(Reuters) - The Supreme Court signaled on Monday that it may review whether law enforcement officials may collect DNA samples from people who have been accused, but not convicted, of serious crimes.
Chief Justice John Roberts put on hold an April 24 decision by a divided Maryland Court of Appeals overturning the 2010 rape conviction of Alonzo Jay King.
A lower court had sentenced King to life in prison without the possibility of parole after he was arrested for assault in 2009 and police used his DNA to link him to an unsolved 2003 rape.
The police who collected the DNA in 2009 did so without a warrant, and the Maryland appeals court said King’s expectation of privacy under the Fourth Amendment outweighed the interests of the state.
Maryland’s DNA Collection Act allows law enforcement to take samples from people arrested for violent crimes, attempted violent crimes, burglary or attempted burglary.
Roberts agreed that there was a “fair prospect” the Supreme Court would reverse the April decision, and that the decision subjected Maryland to “irreparable harm.”
He said the decision conflicted with three other courts that have upheld similar laws, and “implicates an important feature of day-to-day law enforcement practice” in half of all U.S. states and the federal government.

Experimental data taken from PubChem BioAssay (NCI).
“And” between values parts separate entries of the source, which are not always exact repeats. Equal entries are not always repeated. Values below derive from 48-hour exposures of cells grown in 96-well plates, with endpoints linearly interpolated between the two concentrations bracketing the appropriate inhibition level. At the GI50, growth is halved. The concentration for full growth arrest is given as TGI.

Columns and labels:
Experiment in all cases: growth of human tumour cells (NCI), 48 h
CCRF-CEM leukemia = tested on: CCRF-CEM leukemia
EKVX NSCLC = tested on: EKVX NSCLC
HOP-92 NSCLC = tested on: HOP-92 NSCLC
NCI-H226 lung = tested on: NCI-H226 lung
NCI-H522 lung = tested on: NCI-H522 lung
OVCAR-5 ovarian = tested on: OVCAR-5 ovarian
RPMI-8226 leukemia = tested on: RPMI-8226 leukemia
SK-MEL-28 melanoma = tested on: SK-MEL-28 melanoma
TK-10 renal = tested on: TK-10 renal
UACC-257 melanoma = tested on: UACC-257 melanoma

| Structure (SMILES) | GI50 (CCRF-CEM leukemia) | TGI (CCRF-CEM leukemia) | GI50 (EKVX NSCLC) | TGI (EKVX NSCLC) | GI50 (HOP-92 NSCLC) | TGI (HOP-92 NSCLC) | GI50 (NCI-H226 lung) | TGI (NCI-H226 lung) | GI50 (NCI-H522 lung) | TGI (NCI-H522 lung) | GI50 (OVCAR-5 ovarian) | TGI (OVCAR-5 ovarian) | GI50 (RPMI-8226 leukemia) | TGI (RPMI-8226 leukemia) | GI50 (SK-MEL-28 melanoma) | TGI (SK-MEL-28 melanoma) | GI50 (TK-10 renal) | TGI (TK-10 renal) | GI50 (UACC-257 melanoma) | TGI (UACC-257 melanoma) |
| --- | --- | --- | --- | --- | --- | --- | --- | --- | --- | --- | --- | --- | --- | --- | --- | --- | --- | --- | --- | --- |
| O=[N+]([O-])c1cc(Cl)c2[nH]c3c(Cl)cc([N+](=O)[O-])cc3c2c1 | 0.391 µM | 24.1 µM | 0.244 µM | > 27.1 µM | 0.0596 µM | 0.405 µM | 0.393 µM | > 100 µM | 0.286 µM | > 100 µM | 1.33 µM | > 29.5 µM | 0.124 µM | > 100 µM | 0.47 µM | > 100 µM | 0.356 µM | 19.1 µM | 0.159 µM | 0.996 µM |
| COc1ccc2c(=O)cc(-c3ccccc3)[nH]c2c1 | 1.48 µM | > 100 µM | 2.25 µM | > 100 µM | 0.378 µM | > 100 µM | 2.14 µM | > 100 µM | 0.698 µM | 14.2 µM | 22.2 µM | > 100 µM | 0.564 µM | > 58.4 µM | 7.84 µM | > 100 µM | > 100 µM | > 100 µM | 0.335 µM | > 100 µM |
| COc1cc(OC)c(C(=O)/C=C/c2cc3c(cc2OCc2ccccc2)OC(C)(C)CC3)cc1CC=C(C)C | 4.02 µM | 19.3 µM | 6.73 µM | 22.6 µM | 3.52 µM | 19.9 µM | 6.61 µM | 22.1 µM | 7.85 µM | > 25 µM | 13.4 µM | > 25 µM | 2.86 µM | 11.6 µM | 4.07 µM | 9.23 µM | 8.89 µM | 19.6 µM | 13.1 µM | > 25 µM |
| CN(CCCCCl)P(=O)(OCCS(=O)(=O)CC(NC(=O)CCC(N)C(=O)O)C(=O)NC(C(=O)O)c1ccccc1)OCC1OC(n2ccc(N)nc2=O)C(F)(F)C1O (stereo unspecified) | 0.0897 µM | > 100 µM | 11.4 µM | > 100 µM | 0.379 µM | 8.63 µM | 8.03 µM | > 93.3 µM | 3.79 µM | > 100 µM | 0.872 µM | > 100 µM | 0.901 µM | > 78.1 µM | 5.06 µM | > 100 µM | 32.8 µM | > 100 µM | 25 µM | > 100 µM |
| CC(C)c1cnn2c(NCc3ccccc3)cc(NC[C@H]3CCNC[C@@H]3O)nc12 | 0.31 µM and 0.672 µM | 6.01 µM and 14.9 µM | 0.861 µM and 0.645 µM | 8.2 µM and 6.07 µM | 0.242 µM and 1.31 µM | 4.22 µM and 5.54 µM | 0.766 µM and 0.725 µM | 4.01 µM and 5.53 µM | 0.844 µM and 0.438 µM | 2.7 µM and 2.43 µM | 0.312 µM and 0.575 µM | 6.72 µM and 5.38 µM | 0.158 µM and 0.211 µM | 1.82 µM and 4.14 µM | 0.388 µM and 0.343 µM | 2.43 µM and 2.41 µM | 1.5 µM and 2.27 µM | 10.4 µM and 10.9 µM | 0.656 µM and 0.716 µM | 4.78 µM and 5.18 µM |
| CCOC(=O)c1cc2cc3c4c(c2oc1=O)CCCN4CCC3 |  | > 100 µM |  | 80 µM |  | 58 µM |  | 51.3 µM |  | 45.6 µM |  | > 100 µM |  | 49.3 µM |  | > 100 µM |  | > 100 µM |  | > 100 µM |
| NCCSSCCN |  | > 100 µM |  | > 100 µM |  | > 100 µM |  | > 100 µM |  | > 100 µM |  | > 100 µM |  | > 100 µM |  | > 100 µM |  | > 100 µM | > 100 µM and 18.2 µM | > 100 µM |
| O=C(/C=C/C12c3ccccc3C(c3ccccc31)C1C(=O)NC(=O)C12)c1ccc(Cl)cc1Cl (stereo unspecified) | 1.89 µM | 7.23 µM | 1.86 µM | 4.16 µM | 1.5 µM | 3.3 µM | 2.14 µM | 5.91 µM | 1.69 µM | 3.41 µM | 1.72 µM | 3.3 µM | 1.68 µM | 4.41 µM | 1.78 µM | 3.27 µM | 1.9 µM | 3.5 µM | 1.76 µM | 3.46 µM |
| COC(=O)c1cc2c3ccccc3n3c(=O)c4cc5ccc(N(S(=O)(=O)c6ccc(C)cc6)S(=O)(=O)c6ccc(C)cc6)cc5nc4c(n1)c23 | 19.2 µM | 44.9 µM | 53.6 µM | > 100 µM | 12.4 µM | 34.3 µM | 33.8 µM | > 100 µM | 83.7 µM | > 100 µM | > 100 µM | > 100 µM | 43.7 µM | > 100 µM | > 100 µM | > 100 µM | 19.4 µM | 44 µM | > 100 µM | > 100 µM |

Roberts also said DNA samples from people who have been arrested have led to 58 criminal prosecutions in Maryland from 2009 to 2011.
“Crimes for which DNA evidence is implicated tend to be serious, and serious crimes cause serious injuries,” Roberts wrote. “In the absence of a stay, Maryland would be disabled from employing a valuable law enforcement took for several months - a tool used widely throughout the country.”
Stephen Mercer, King’s lawyer at the Maryland Office of the Public Defender, said the Supreme Court’s ruling was only a preliminary round.
“We continue to believe the court in the end will vindicate the Fourth Amendment rights of Mr. King and all Marylanders in their genetic privacy,” Mercer said.
Maryland Attorney General Douglas Gansler applauded Roberts’ decision in a statement.
“This stay will allow Maryland the uninterrupted use of this critical modern law enforcement tool that helps police and prosecutors solve some of Maryland’s most serious violent crimes,” he said.
The full Supreme Court is expected to take up Maryland’s appeal in its upcoming term, which begins in October.
Each Supreme Court justice is assigned one or more circuits from which to handle emergency appeals and other matters. The 4th Circuit includes Maryland, North Carolina, South Carolina, Virginia and West Virginia.
The case is Maryland v. King, U.S. Supreme Court, No. 12A48.
Reporting by Terry Baynes and Jonathan Stempel in New York; Editing by Richard Chang